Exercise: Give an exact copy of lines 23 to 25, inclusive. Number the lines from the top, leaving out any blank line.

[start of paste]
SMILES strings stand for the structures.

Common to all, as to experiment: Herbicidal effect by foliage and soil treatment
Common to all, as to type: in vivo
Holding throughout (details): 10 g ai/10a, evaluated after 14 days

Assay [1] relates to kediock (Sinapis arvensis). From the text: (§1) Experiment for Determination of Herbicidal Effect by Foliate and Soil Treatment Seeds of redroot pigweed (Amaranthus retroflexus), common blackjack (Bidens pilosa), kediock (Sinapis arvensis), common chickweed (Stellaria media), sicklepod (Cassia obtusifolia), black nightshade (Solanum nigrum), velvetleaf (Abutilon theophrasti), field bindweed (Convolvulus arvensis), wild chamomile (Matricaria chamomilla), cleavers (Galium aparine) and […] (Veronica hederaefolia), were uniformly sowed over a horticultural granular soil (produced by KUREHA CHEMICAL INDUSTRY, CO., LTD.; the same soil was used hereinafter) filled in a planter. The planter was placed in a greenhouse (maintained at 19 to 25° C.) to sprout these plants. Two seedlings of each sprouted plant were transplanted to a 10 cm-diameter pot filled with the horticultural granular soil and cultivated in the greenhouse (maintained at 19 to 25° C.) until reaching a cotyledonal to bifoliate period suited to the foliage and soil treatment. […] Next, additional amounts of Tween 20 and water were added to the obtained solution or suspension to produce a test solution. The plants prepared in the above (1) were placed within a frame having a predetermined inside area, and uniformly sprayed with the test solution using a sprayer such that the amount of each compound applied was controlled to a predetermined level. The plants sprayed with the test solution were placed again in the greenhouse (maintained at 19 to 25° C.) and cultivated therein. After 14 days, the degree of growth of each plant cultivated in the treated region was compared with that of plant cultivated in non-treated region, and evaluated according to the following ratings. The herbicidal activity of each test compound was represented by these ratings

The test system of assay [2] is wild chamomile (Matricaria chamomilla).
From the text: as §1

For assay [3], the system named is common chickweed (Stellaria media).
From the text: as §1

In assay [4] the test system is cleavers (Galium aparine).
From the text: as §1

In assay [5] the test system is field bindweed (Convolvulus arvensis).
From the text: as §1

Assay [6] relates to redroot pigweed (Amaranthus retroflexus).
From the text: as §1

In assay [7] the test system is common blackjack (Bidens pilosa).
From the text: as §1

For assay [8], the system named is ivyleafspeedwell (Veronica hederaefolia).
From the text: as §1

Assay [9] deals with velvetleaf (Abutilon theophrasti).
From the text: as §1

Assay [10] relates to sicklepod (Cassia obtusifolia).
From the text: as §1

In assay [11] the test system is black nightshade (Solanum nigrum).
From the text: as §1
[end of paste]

From the text: as §1

In assay [11] the test system is black nightshade (Solanum nigrum).
From the text: as §1